SEC Alleges Internet Insider Trading Ring

FRAMINGHAM (03/15/2000) - A part-time word processor at Goldman Sachs & Co.

Inc. and Credit Suisse First Boston Corp. was charged yesterday with running an insider trading ring that allegedly netted the clerk and 18 other people more than $8 million in profits by trading on 23 public stocks.

The other defendants, including another CS First Boston employee, were also charged by the Securities and Exchange Commission and the Manhattan U.S.

Attorney's office.

This was the first Internet-based insider trading ring cracked by federal prosecutors, according to the SEC, and it was a coordinated effort between that agency, the U.S. Attorney, the FBI and the self-regulatory organizations that form the Intermarket Surveillance Group.

The defendants allegedly made more than $8 million in illegal profits over the past three years, trading in such companies as Wang Laboratories, Regal Cinemas Inc., and Fingerhut Cos. - each the target of a merger or acquisition deal on which Goldman Sachs or CS First Boston worked.

The scheme first began in mid-1997, the SEC alleged, when John Freeman, 34, was working as a temp at Goldman Sachs. It was then that Freeman met insurance agent James Cooper, 41, and laser printing company executive Benton Erskine, 39, in an Internet chat room.

The three then formed a plan in which Freeman would pass on any stock tips he discovered during the course of his work at Goldman Sachs and, later, at Credit Suisse First Boston. The SEC said he learned about some deals as part of his normal duties, which involved word processing, formatting and graphics work.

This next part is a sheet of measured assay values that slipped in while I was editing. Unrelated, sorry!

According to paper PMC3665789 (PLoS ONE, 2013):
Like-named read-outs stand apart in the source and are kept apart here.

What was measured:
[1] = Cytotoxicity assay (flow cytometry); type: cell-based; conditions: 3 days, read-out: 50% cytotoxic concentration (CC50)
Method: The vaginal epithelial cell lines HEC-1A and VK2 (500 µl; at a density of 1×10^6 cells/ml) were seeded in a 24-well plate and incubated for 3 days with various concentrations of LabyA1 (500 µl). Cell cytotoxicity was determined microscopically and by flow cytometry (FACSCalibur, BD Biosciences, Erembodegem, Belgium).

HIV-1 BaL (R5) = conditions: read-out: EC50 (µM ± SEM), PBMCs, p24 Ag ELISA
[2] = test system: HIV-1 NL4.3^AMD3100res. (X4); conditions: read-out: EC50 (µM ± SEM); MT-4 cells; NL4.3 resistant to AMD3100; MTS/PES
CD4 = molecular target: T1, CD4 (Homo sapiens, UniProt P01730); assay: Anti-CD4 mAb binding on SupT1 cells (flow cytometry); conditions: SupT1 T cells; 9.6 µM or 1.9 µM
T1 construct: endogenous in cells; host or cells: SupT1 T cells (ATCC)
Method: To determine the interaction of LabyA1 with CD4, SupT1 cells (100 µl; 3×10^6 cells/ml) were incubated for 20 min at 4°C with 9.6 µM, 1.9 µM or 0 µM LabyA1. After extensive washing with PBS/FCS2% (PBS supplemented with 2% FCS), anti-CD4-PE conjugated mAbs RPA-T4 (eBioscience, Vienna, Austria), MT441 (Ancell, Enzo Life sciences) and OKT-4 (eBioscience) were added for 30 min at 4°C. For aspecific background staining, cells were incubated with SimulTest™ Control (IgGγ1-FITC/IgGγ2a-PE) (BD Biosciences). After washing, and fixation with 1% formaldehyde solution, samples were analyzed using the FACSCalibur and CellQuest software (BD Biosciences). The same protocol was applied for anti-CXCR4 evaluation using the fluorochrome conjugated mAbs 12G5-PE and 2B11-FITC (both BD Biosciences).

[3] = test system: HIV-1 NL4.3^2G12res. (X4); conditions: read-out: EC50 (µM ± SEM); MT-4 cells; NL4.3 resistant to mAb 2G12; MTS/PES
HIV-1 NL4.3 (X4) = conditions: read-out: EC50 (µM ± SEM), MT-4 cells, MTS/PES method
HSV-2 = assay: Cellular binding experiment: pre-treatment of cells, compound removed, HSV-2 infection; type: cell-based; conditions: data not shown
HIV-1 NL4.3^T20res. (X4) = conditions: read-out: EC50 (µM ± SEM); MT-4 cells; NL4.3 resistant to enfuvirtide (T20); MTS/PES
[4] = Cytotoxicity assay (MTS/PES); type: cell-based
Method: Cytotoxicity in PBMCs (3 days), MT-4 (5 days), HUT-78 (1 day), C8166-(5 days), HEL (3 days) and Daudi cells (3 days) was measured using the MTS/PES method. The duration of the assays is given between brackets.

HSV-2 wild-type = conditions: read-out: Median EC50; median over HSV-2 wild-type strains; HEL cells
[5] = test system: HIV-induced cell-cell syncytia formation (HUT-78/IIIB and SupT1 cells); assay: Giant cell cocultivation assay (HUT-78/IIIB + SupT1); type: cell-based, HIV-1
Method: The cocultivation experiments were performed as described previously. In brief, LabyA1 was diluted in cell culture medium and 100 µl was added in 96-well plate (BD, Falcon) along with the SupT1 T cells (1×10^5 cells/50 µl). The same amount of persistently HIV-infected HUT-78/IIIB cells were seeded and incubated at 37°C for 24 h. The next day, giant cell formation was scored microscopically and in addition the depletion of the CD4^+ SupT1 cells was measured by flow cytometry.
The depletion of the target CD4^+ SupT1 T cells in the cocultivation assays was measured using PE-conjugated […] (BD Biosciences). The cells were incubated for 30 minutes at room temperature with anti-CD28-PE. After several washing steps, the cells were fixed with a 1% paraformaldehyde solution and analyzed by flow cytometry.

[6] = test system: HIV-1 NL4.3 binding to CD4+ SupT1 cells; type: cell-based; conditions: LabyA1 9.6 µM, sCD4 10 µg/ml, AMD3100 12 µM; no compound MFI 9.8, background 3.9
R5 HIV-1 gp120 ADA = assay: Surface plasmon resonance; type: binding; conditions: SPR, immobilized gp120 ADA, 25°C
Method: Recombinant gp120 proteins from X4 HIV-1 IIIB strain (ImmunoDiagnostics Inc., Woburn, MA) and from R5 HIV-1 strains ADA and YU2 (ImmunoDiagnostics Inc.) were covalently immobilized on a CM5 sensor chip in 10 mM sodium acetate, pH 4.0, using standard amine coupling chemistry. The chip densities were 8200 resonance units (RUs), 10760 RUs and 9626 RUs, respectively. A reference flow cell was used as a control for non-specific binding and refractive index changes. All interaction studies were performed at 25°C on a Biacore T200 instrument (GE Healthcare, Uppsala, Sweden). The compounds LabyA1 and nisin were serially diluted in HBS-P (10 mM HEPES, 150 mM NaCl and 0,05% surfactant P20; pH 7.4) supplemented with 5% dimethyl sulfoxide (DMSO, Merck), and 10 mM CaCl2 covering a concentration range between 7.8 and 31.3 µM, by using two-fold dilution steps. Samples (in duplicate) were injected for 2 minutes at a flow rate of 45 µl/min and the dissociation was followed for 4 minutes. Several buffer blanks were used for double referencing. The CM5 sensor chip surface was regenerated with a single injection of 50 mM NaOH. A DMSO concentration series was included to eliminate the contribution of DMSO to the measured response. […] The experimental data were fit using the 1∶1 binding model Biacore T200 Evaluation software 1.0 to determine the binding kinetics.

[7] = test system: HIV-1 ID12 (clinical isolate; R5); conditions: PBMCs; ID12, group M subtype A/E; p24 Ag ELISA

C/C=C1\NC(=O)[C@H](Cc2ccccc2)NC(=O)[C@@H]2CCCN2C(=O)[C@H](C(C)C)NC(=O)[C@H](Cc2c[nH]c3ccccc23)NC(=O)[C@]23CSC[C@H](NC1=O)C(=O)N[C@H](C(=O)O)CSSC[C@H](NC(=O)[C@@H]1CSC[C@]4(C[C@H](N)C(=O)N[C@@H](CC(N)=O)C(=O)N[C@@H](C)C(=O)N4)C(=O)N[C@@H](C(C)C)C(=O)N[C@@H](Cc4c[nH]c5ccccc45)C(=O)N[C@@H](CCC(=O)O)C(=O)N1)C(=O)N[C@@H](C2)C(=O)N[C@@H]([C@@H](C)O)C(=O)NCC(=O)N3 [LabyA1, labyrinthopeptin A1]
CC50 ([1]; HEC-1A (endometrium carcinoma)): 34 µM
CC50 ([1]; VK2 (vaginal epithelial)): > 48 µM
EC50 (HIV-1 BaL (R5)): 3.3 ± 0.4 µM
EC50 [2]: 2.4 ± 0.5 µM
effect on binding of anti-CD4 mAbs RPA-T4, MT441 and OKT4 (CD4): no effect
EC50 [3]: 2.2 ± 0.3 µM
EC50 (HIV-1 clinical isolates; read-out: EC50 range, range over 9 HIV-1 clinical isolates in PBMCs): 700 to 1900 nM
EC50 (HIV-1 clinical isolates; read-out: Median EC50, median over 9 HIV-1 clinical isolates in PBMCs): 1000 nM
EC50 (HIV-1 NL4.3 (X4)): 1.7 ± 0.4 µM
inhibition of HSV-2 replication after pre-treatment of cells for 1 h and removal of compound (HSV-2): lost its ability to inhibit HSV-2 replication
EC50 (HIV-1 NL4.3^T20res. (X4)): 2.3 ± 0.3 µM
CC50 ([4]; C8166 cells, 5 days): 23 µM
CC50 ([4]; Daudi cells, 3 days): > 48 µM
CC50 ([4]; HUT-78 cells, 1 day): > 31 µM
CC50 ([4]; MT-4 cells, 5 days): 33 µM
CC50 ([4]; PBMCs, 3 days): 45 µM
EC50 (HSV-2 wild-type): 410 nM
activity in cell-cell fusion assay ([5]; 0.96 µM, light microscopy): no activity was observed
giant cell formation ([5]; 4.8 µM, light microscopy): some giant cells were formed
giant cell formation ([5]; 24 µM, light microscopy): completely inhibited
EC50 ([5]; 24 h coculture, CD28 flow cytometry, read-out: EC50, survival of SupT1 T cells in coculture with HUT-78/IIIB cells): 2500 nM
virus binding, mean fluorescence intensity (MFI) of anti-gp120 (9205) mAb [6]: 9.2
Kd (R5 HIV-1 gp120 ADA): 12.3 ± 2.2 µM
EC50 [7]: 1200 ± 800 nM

Other information came from helping co-workers on their assignments, looking through the brokerages' internal computer systems, and by looking through documents he found at printers and copiers.

In addition, Freeman paid off another Credit Suisse First Boston temporary employee more than $5,000 over the past year.

The ring grew to include a total of 19 people, including two employees in the Bowling Green, Ky., office of Morgan Keegan & Company Inc. and two principals of G2 Investments Inc., a broker-dealer headquartered in Nashville.

According to a Credit Suisse First Boston spokesperson, the New York-based brokerage is cooperating fully with the authorities and is contacting its clients to keep them fully informed about the case.

Information about what steps the company would take to prevent similar problems in the future wasn't immediately available.

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